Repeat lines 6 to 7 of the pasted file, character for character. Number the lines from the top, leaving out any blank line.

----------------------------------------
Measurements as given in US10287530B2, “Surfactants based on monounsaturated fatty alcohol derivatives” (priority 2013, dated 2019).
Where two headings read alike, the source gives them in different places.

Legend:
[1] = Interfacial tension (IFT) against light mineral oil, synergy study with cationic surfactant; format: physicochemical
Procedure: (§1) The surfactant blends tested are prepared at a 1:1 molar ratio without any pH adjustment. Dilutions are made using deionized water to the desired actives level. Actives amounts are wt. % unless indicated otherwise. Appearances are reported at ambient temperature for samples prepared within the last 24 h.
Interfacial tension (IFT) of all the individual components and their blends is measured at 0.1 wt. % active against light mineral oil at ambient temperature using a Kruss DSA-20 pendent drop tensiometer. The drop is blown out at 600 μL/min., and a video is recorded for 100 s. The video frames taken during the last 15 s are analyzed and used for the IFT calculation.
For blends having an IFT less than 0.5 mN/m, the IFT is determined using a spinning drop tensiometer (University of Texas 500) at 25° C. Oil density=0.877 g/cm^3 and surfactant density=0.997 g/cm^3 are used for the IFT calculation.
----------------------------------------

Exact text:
Interfacial tension (IFT) of all the individual components and their blends is measured at 0.1 wt. % active against light mineral oil at ambient temperature using a Kruss DSA-20 pendent drop tensiometer. The drop is blown out at 600 μL/min., and a video is recorded for 100 s. The video frames taken during the last 15 s are analyzed and used for the IFT calculation.
For blends having an IFT less than 0.5 mN/m, the IFT is determined using a spinning drop tensiometer (University of Texas 500) at 25° C. Oil density=0.877 g/cm^3 and surfactant density=0.997 g/cm^3 are used for the IFT calculation.